On December 15, 2020, the Federal Deposit Insurance Corporation (“FDIC”) issued a final rule (the “Rule”)1 to modernize its regulations that implement Section 29 of the Federal Deposit Insurance Act (“FDI Act”). The FDIC said that it took a fresh, holistic look at Section 29 regulation to establish a new regulatory framework intended to be adaptable to current and future banking technology and other factors affecting brokered deposits the banking industry. The Rule will be effective as of April 1, 2021, with an extended compliance date of January 1, 2022 to allow industry participants to conform existing brokered deposit activities that were exempted under prior FDIC guidance. The FDIC’s continued focus with the new Rule is to develop regulations that segregate stable from less stable deposits by tagging them as non- brokered or brokered, respectively.
The FDIC Board approved the brokered deposit Advanced Notice of Proposed Rulemaking (ANPR) on December 18, 2018 and published the ANPR in the Federal Register on February 6, 2019. The FDIC then filed its notice of proposed rulemaking (“Brokered Deposits NPR”) on February 10, 2020, which included certain regulatory changes based on industry comments to the ANPR.
The FDI Act does not define a “brokered deposit”. Instead, Section 29 deems all deposits facilitated by “deposit brokers” to be subject to the FDI Act. A “deposit broker” is defined as any person (i) engaged in the business of placing deposits, or facilitating the placement of deposits, of third parties with an insured depository institution (“IDI”) or in the business of placing deposits with IDIs for the purpose of selling interests in those deposits to third parties and (ii) an agent or trustee who establishes a deposit account to facilitate a business arrangement with an IDI to use the proceeds of the account to fund a prearranged loan.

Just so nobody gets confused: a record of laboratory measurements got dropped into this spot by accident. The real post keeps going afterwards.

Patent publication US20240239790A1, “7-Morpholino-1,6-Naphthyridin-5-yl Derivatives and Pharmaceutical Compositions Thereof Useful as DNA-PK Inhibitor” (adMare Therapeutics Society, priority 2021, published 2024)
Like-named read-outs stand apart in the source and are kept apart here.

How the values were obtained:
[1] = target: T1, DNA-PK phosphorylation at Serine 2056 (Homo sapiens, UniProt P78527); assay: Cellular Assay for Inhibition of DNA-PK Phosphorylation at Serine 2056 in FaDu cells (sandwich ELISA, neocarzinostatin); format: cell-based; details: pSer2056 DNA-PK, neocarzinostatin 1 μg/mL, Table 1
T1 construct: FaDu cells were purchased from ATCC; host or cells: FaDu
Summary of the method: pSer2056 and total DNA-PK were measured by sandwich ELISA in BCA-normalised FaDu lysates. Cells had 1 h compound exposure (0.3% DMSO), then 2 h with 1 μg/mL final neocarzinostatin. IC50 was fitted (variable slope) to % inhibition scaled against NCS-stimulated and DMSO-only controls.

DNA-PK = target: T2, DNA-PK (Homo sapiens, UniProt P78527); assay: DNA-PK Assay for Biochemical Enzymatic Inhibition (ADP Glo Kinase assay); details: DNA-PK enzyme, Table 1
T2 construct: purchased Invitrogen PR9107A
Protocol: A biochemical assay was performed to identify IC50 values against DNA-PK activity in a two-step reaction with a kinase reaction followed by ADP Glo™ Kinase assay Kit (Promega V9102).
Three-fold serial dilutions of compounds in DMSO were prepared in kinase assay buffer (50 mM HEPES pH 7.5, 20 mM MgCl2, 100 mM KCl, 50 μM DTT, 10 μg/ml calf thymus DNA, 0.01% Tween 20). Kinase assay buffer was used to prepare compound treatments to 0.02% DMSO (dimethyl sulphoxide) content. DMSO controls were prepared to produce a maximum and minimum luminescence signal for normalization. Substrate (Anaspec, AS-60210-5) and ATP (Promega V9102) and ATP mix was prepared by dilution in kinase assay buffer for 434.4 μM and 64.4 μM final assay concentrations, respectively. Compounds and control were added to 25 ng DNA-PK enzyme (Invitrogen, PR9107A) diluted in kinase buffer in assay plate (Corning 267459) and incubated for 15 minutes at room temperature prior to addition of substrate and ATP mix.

Breaking down the definition of a deposit broker. A person is a deposit broker if it:
- Is “engaged in the business of placing deposits” received from third parties and deposits those funds at more than one insured depository institution;
- “engaged in the business of facilitating the placement of deposits” if the person places deposits of third parties at more than one insured depository institution, and
- has legal authority to close the account or move the third party’s funds to another insured depository institution;
- is involved in negotiating or setting rates, fees, terms, or conditions for the deposit account; or
- engages in matchmaking activities. Matchmaking activities include;
- proposing deposit allocations at, or between, more than one bank based upon both (a) the particular deposit objectives of a specific depositor or depositor’s agent, and (b) the particular deposit objectives of specific banks.
- The IDI Exception. An IDI (or a division thereof) is not a deposit broker when it or its employees place funds at the parent IDI. The Rule does not, however, extend to incorporated subsidiaries or affiliates of the IDI. Subsidiaries and affiliates of an IDI can be excluded from the definition of deposit broker, assuming meeting the other criteria, if the subsidiary or affiliate maintains exclusive deposit placement arrangement with the parent/IDI.
- Section 29 allows for a “primary purpose exception” when the agent’s primary business is not placing funds with IDIs. The FDIC has designated two primary purpose exceptions, the “25 percent test” and the “enabling transactions” exceptions as self-effecting, subject to a notice filing and periodic reporting.
- Primary purpose “designated” “25 percent test” exception. A person will not be deemed to be a deposit broker if less than 25 percent of the total assets that the agent or nominee has under administration for its customers, in a particular business line, is placed at IDIs. If more than 25 percent of the total customer assets under administration is placed at IDIs, the agent may still apply for a primary purpose exception.